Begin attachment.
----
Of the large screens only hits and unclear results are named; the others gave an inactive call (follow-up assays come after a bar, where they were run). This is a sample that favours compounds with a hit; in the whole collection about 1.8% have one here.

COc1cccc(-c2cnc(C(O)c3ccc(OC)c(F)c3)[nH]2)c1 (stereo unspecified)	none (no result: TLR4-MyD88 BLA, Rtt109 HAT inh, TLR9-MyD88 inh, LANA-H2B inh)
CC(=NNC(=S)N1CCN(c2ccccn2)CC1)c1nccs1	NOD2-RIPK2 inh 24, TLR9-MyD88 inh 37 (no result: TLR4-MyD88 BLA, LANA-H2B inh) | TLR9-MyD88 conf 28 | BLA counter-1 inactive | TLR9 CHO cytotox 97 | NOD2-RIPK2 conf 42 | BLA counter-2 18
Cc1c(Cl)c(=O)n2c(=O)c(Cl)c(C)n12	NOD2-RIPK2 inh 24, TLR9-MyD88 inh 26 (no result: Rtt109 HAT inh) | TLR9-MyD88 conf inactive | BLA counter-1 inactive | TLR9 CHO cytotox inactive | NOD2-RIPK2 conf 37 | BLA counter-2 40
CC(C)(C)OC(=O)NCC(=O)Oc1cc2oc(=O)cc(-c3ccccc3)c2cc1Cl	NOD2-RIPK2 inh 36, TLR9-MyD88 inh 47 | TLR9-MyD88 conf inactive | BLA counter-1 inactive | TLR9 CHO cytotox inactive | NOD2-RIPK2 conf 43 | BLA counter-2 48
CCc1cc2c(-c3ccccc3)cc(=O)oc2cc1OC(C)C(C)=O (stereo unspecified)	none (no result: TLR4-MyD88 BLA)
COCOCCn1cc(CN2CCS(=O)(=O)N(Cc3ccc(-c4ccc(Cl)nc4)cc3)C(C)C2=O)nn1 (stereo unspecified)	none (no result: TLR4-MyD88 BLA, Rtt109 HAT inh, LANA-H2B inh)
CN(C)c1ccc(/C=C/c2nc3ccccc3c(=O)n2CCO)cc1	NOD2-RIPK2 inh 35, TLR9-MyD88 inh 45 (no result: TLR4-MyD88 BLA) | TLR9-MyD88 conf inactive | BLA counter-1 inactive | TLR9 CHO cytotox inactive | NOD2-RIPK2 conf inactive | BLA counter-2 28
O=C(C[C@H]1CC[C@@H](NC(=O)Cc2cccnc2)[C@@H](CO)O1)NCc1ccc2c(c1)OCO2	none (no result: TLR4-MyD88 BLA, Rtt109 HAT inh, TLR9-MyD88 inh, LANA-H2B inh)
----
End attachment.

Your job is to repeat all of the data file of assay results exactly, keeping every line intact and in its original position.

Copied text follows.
Of the large screens only hits and unclear results are named; the others gave an inactive call (follow-up assays come after a bar, where they were run). This is a sample that favours compounds with a hit; in the whole collection about 1.8% have one here.

COc1cccc(-c2cnc(C(O)c3ccc(OC)c(F)c3)[nH]2)c1 (stereo unspecified)	none (no result: TLR4-MyD88 BLA, Rtt109 HAT inh, TLR9-MyD88 inh, LANA-H2B inh)
CC(=NNC(=S)N1CCN(c2ccccn2)CC1)c1nccs1	NOD2-RIPK2 inh 24, TLR9-MyD88 inh 37 (no result: TLR4-MyD88 BLA, LANA-H2B inh) | TLR9-MyD88 conf 28 | BLA counter-1 inactive | TLR9 CHO cytotox 97 | NOD2-RIPK2 conf 42 | BLA counter-2 18
Cc1c(Cl)c(=O)n2c(=O)c(Cl)c(C)n12	NOD2-RIPK2 inh 24, TLR9-MyD88 inh 26 (no result: Rtt109 HAT inh) | TLR9-MyD88 conf inactive | BLA counter-1 inactive | TLR9 CHO cytotox inactive | NOD2-RIPK2 conf 37 | BLA counter-2 40
CC(C)(C)OC(=O)NCC(=O)Oc1cc2oc(=O)cc(-c3ccccc3)c2cc1Cl	NOD2-RIPK2 inh 36, TLR9-MyD88 inh 47 | TLR9-MyD88 conf inactive | BLA counter-1 inactive | TLR9 CHO cytotox inactive | NOD2-RIPK2 conf 43 | BLA counter-2 48
CCc1cc2c(-c3ccccc3)cc(=O)oc2cc1OC(C)C(C)=O (stereo unspecified)	none (no result: TLR4-MyD88 BLA)
COCOCCn1cc(CN2CCS(=O)(=O)N(Cc3ccc(-c4ccc(Cl)nc4)cc3)C(C)C2=O)nn1 (stereo unspecified)	none (no result: TLR4-MyD88 BLA, Rtt109 HAT inh, LANA-H2B inh)
CN(C)c1ccc(/C=C/c2nc3ccccc3c(=O)n2CCO)cc1	NOD2-RIPK2 inh 35, TLR9-MyD88 inh 45 (no result: TLR4-MyD88 BLA) | TLR9-MyD88 conf inactive | BLA counter-1 inactive | TLR9 CHO cytotox inactive | NOD2-RIPK2 conf inactive | BLA counter-2 28
O=C(C[C@H]1CC[C@@H](NC(=O)Cc2cccnc2)[C@@H](CO)O1)NCc1ccc2c(c1)OCO2	none (no result: TLR4-MyD88 BLA, Rtt109 HAT inh, TLR9-MyD88 inh, LANA-H2B inh)